I repeat the list of odorous ingredients: camphor, creosote, ammonia, cajeput, clove, sassafras, myrrh, beeswax and lanolin. These are not exactly quiet smells. They proclaim loudly that they are about their medicinal business, fighting the good fight against bacteria and disease.
The combination was one of the most distinctive smells of my childhood – and one frequently smelled, too. (I fell down a lot.) Mom often anointed me with Porter’s, topping it with a Band-Aid and a kiss before proclaiming me Good As New. Smelling Porter’s makes me feel loved, tended, and healed, a deeply emotional experience.
I may therefore be one of the few people in the world who can actually enjoy wearing La Myrrhe. Commenters at other perfume blogs and forums often point out that it is a cold fragrance, with no warm amber or fuzzy fruit to set off its marbled perfection, that to many of them it smells painfully medicinal, and also that it seems more an artistic exercise than a full, rounded perfume with its own story. They may be right. But to me, La Myrrhe has such a striking resemblance to the “good parts” of Porter’s Liniment Salve that I begin to think I need a decant, for days when I feel bruised and scraped by the world, and in need of a mother’s kiss.
Notes for La Myrrhe: aldehydes, mandarin, myrrh, lotus, anise, bitter almond, sandalwood, honey, jasmine, amber, musk, various spices, pimento (Yes, it does actually contain amber, but it is a rather dry type as opposed to a sweet, warm type.)
Photo of myrrh from flickr, some rights reserved; photo of Porter’s Liniment Salve from lehmans.com.
This is, by and large, a Tuberose Fragrance – not exactly the straight-down-the-gullet tuberose overdose that Fracas does so gloriously, or the richly sweet Estee Lauder Private Collection Tuberose Gardenia version, but the tuberose does dominate it, and it is rather effusive in the classic tuberose manner.
Here is where I confess a thing or three:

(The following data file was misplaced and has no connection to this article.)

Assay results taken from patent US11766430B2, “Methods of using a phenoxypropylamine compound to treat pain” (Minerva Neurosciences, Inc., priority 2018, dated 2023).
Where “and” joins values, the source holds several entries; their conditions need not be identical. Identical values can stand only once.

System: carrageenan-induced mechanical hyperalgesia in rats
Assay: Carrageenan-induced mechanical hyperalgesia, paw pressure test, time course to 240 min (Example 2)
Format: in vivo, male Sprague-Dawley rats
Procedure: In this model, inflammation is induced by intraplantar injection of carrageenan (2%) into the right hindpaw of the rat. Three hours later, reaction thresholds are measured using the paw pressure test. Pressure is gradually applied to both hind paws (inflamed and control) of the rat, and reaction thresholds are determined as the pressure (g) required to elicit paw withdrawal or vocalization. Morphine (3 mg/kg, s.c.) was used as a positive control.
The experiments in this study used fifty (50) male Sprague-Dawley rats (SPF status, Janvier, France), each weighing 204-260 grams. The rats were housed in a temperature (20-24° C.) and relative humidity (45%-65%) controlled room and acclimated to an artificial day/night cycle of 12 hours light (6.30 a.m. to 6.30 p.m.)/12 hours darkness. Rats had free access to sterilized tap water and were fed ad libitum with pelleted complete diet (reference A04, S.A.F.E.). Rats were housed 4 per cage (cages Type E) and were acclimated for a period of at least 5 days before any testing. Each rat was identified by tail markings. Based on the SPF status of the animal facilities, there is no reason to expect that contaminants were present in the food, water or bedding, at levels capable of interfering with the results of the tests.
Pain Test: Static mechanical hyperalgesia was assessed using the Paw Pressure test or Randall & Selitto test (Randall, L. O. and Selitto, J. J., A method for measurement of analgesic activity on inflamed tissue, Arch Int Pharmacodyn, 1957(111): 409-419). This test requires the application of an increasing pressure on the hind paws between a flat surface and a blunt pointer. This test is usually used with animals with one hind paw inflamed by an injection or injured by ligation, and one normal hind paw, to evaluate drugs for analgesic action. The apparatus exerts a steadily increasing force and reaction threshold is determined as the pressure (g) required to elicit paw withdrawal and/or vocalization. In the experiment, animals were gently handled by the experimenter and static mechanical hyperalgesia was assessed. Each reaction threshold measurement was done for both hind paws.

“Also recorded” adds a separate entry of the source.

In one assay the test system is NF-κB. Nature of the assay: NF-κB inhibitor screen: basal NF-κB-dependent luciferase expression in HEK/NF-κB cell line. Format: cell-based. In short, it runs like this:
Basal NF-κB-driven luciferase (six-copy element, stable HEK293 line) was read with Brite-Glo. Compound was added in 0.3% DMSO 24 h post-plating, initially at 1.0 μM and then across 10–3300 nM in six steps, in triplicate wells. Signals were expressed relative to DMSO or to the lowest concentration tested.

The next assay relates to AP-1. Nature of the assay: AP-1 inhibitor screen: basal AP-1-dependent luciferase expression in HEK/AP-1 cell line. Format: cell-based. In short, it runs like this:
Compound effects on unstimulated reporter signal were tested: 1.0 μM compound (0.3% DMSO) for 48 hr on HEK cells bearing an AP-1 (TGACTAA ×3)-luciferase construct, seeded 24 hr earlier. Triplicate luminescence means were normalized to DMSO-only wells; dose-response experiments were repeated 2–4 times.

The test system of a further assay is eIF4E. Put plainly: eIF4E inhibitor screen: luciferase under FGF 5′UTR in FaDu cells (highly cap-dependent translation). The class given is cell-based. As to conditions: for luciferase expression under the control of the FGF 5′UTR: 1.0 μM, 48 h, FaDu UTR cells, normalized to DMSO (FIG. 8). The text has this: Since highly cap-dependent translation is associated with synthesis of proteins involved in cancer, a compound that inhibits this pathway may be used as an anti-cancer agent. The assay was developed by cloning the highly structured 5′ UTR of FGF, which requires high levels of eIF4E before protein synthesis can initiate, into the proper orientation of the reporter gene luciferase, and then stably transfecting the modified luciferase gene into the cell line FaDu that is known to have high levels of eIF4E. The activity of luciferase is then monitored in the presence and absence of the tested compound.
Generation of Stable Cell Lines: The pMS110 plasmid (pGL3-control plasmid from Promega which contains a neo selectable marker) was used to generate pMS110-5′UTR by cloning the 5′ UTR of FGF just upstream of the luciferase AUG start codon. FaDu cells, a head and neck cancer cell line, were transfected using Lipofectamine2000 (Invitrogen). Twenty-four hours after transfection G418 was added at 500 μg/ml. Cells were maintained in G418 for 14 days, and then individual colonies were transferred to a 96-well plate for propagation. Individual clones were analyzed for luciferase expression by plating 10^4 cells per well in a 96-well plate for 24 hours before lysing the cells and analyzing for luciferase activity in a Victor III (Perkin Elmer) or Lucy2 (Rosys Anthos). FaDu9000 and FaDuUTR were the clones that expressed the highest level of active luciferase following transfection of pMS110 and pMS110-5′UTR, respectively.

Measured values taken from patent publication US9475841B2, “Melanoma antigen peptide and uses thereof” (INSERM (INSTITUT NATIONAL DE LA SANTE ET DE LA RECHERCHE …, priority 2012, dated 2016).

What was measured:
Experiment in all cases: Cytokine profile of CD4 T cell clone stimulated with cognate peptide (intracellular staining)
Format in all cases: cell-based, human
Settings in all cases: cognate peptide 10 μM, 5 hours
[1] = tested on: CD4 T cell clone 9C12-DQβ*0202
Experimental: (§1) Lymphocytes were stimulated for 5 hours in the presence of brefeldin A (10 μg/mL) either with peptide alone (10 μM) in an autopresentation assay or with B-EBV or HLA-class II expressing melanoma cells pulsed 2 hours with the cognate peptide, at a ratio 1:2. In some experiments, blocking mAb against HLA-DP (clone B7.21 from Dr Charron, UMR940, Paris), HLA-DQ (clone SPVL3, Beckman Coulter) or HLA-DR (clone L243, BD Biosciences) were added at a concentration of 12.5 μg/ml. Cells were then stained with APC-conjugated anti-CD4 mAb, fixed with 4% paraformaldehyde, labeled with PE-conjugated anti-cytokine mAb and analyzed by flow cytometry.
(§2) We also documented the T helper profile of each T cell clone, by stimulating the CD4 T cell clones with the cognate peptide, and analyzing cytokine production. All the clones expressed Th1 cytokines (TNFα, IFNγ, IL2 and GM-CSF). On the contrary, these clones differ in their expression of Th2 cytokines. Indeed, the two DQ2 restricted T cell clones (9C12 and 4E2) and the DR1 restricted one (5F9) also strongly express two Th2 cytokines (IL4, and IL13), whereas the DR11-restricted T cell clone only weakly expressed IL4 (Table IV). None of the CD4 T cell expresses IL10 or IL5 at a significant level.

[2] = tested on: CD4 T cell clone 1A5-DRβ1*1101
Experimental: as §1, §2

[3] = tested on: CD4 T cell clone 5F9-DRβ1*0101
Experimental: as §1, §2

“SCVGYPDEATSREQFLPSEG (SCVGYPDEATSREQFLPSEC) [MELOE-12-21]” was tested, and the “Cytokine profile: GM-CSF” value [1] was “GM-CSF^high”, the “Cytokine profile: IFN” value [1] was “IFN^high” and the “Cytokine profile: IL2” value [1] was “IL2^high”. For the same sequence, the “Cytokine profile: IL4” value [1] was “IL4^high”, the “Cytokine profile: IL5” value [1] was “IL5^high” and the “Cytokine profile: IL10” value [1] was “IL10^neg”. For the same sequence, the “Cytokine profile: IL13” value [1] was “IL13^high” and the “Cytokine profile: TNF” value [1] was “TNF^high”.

1) I love tuberose. I used to wear tiny dabs of the original Chloe; I never minded the clouds of Giorgio Beverly Hills that ballooned through the halls of my high school; I used to swoon with jealousy whenever a friend of mine, who wore Sand and Sable, walked by; I adored the original tuberose-and-spice Tatiana perfume; after years of scrimping on perfume and using one bottle at a time of drugstore fragrance, it was Bath and Body Works’ Velvet Tuberose that propelled me headlong into Perfume Love.
2) My mother despises tuberose. I bought a small bottle of Sand and Sable once, after a judicious spritz from the drugstore tester, and my mother made me take it back, claiming that I wasn’t old enough for it (I was 17) and that she didn’t want it in the house anyway. Mom – and by the way, we get along very well! – is queen of powdery florals. She wore No. 5 eau de cologne, Anais Anais, and Coty’s soap-and-baby-powdery L’Effleur.
3) I despise huge, resiny orientals like Opium and Tabu and Youth Dew. Gah. If I were ever to be tortured by SPECTRE or some other nefarious crime ring, there’d be no need for the Chinese water torture or sticking bamboo needles under my fingernails: put me in a small room with a person doused in Opium, and I’ll be begging for release within minutes. Just shoot me now, please! And since those huge, resiny orientals all seem to be Big, Loud Perfumes, with monster sillage, it follows that I hate loud perfumes. I honestly thought that Poison, although not resiny, was one of the worst things I have ever smelled.
It has always seemed crude and socially irresponsible to me that some people seem to bathe in their scent, radiating their favorite smell around them the way Pigpen, in the Peanuts comic strips, raised a cloud of dust everywhere he went. Sure, wear what you want – it’s a free country! – but I resent having someone else’s scent forcibly shoved up my nostrils. Particularly when that scent is as noxious to me as one of the Big, Loud Ones. And doesn’t it seem to happen that the people who are drawn to those SMELL ME! scents are usually the same ones who overapply? I mean, I’ve never smelled someone who seemed to have bathed in, say, Borsari Violetta di Parma, a scent so quiet on me that it utterly disappeared within five minutes.
(I apologize right now to you if you are one of those people who wear Youth Dew or Opium or Coco, or their ilk, in tiny amounts designed to keep the sillage within a two-foot radius of your person. There aren’t a large number of you delicate Poison-appliers.)
You see? Do you SEE why I hate loud perfume?
Sorry for shouting. Loud perfume gets me exercised… which brings me back to Michelle. Yes, my rant notwithstanding, this is actually a perfume review.
Notes for Balenciaga Michelle (from Perfume Shrine):
Top: Aldehydes, gardenia, green notes, coconut, peach
Heart: Carnation, tuberose, iris, orchid, jasmine, ylang-ylang, rose
Base: Sandalwood, oakmoss, musk, benzoin, vanilla, vetiver